Its location along the Owasco River let Auburn Prison offer contractors both cheap labor and water power.

Every society needs a plan for dealing with those individuals who break the rules. In the 1700s, rather than confinement, various forms of corporal punishment -- the lash, branding, the stocks -- were used to punish offenders.

Pages 1 & 2 of exhibit brochure. All rights reserved to Cayuga Museum.
The first prison in New York State was opened in New York City in November 1797. Newgate Prison was based on the principles of confinement and labor as means of reforming the criminal.

Inmates were housed together in "apartments" holding ten to twenty men. The system did not appear to deter crime, and convicts seemed to become even more hardened through association with other criminals. Newgate became overcrowded in just a few years. The public began to call for a new prison in the interior of the state.

The act authorizing the erection of a new state prison was passed in April 1816, just a year after Auburn had been incorporated as a village. At the time, with 200 buildings and about 1,000 residents, Auburn was the largest village in central or western NY. Auburn "boosters" lobbied heavily for the placement of the proposed prison in Auburn. Four men -- Samuel Dill, David Hyde, Ebenezer Beach and John Beach -- donated land to the state as a site for the new prison.

The land along the Owasco River had been the site of a Cayuga Iroquois village, then a British prisoner of war camp during the war of 1812. Work started on the main building and the prison wall in 1816; the first 53 convicts arrived in 1817. The State granted the authority to use convict labor in building the prison in April 1817, both to relieve the crowded jails and to save the wages of free workmen.

Auburn Prison cell block,
c. 1910
The work of building the prison went on for several years, under the direction of William Brittin, a master carpenter. The State Inspectors appointed Brittin as the first "agent and warden" of Auburn Prison in 1818, while he continued building the expanding prison -- perhaps to avoid paying a second salary to a warden. It was Brittin who designed the north wing at Auburn Prison, completed in 1821, which was made up entirely of solitary cells.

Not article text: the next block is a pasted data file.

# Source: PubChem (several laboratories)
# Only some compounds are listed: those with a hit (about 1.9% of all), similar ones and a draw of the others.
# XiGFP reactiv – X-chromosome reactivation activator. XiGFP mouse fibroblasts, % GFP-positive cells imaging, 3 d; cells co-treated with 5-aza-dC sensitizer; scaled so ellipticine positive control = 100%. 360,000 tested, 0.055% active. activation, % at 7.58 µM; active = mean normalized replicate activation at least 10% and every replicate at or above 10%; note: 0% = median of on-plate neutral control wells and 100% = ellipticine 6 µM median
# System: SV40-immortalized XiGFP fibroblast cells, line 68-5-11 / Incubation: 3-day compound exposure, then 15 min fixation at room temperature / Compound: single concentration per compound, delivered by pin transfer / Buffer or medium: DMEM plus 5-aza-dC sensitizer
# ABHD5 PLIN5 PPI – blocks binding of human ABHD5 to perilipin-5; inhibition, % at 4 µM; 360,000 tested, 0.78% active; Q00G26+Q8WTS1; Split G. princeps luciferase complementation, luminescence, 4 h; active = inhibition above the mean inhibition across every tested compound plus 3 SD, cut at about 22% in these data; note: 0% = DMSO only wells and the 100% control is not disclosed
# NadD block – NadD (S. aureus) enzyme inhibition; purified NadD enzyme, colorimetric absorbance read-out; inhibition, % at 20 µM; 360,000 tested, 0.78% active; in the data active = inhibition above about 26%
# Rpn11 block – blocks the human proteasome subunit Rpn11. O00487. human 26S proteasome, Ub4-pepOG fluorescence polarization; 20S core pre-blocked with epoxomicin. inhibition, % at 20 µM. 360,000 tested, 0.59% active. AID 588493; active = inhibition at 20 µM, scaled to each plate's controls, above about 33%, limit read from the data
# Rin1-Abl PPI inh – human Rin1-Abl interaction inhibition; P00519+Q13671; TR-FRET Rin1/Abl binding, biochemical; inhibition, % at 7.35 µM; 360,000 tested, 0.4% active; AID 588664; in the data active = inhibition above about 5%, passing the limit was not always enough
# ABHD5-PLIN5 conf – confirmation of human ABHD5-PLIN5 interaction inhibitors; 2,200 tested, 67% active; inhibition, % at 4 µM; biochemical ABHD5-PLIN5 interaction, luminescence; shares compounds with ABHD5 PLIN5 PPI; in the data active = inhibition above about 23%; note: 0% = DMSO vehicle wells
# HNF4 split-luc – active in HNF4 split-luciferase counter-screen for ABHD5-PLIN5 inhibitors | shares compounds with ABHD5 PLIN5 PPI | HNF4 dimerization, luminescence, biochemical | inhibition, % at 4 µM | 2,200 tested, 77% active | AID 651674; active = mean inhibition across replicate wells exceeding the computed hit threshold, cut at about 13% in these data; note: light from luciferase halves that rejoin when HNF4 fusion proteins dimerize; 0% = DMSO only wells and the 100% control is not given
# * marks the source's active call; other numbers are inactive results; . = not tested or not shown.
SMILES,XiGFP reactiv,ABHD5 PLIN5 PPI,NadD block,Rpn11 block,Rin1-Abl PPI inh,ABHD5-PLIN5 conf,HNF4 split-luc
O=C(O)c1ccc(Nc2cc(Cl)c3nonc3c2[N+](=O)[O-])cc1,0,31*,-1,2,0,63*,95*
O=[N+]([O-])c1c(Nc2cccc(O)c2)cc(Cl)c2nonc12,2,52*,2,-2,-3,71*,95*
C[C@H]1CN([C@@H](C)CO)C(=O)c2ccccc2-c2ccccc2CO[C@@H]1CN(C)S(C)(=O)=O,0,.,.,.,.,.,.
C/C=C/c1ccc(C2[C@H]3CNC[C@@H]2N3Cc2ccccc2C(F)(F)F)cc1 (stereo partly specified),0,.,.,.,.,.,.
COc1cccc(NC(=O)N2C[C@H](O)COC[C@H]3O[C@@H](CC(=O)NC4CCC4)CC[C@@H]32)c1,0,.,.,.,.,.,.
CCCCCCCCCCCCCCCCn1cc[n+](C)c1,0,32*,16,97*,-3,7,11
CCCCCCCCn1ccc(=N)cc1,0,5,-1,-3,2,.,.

The north wing cells were 7' long, 7' high, and 3 1/2' wide. Cells were lined up, back to back, stacked five tiers high inside a huge containing building. Auburn Prison became the first in the world to house prisoners in individual cells. This design, which became known as the Auburn plan or inside cell design, became the model for all American prisons.

After a serious riot at Newgate Prison, the State legalized the flogging (whipping) of prisoners and a mandatory grading of prisoners by offense. The worst offenders were to be kept continually in solitary confinement. The first group was separated out of the general population on Christmas Day 1821.

83 men were consigned to solitary confinement in absolute silence. In less than a year, 5 of the 83 men had died. Many more became insane, one of whom jumped to his death as soon as his door was opened. The results of this experiment so horrified the State that the system was abandoned and most of the survivors pardoned.

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Cayuga Museum of History and Art 4/12-8/31 2003 exhibit brochure:
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Both Sides of
the Wall

NYCHS is honored to be permitted to post this presentation of the "Both Sides of the Wall" exhibit brochure authored by Eileen McHugh, Cayuga Museum of History and Art director.
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All Cayuga Museum of History and Art rights to its Both Sides of the Wall exhibit brochure material presented above are reserved to and retained by it.